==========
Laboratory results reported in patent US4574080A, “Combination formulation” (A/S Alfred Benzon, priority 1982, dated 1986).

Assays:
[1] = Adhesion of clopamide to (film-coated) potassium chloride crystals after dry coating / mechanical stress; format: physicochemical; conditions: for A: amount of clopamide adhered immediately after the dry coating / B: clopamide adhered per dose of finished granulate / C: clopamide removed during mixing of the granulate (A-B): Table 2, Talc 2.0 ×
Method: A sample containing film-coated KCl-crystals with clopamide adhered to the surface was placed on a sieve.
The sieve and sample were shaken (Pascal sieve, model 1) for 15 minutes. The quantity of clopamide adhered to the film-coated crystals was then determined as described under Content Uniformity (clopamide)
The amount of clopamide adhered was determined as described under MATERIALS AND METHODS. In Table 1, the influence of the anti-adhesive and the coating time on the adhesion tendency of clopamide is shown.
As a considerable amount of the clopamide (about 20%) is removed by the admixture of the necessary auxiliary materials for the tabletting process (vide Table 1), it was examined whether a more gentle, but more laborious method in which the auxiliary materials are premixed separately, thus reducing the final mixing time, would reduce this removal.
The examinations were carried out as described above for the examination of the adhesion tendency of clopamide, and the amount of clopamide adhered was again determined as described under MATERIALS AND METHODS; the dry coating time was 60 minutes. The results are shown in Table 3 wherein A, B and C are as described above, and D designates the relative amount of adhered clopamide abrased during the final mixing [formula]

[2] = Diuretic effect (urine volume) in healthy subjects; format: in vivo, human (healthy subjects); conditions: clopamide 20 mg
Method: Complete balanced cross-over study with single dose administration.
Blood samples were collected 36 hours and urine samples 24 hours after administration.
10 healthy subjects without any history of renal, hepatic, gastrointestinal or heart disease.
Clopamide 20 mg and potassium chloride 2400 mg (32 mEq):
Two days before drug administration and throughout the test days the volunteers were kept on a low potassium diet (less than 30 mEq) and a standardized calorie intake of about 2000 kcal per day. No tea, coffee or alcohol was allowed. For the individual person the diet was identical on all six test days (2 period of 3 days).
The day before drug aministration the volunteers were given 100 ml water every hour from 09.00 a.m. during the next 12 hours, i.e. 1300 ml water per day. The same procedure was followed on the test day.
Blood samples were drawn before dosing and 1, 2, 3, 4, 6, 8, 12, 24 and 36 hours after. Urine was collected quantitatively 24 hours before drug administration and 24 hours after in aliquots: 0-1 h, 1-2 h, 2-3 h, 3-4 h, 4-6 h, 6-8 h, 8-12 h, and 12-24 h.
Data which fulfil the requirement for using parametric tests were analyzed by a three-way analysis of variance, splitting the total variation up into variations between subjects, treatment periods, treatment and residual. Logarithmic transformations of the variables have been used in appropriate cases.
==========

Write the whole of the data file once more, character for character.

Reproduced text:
Laboratory results reported in patent US4574080A, “Combination formulation” (A/S Alfred Benzon, priority 1982, dated 1986).

Assays:
[1] = Adhesion of clopamide to (film-coated) potassium chloride crystals after dry coating / mechanical stress; format: physicochemical; conditions: for A: amount of clopamide adhered immediately after the dry coating / B: clopamide adhered per dose of finished granulate / C: clopamide removed during mixing of the granulate (A-B): Table 2, Talc 2.0 ×
Method: A sample containing film-coated KCl-crystals with clopamide adhered to the surface was placed on a sieve.
The sieve and sample were shaken (Pascal sieve, model 1) for 15 minutes. The quantity of clopamide adhered to the film-coated crystals was then determined as described under Content Uniformity (clopamide)
The amount of clopamide adhered was determined as described under MATERIALS AND METHODS. In Table 1, the influence of the anti-adhesive and the coating time on the adhesion tendency of clopamide is shown.
As a considerable amount of the clopamide (about 20%) is removed by the admixture of the necessary auxiliary materials for the tabletting process (vide Table 1), it was examined whether a more gentle, but more laborious method in which the auxiliary materials are premixed separately, thus reducing the final mixing time, would reduce this removal.
The examinations were carried out as described above for the examination of the adhesion tendency of clopamide, and the amount of clopamide adhered was again determined as described under MATERIALS AND METHODS; the dry coating time was 60 minutes. The results are shown in Table 3 wherein A, B and C are as described above, and D designates the relative amount of adhered clopamide abrased during the final mixing [formula]

[2] = Diuretic effect (urine volume) in healthy subjects; format: in vivo, human (healthy subjects); conditions: clopamide 20 mg
Method: Complete balanced cross-over study with single dose administration.
Blood samples were collected 36 hours and urine samples 24 hours after administration.
10 healthy subjects without any history of renal, hepatic, gastrointestinal or heart disease.
Clopamide 20 mg and potassium chloride 2400 mg (32 mEq):
Two days before drug administration and throughout the test days the volunteers were kept on a low potassium diet (less than 30 mEq) and a standardized calorie intake of about 2000 kcal per day. No tea, coffee or alcohol was allowed. For the individual person the diet was identical on all six test days (2 period of 3 days).
The day before drug aministration the volunteers were given 100 ml water every hour from 09.00 a.m. during the next 12 hours, i.e. 1300 ml water per day. The same procedure was followed on the test day.
Blood samples were drawn before dosing and 1, 2, 3, 4, 6, 8, 12, 24 and 36 hours after. Urine was collected quantitatively 24 hours before drug administration and 24 hours after in aliquots: 0-1 h, 1-2 h, 2-3 h, 3-4 h, 4-6 h, 6-8 h, 8-12 h, and 12-24 h.
Data which fulfil the requirement for using parametric tests were analyzed by a three-way analysis of variance, splitting the total variation up into variations between subjects, treatment periods, treatment and residual. Logarithmic transformations of the variables have been used in appropriate cases.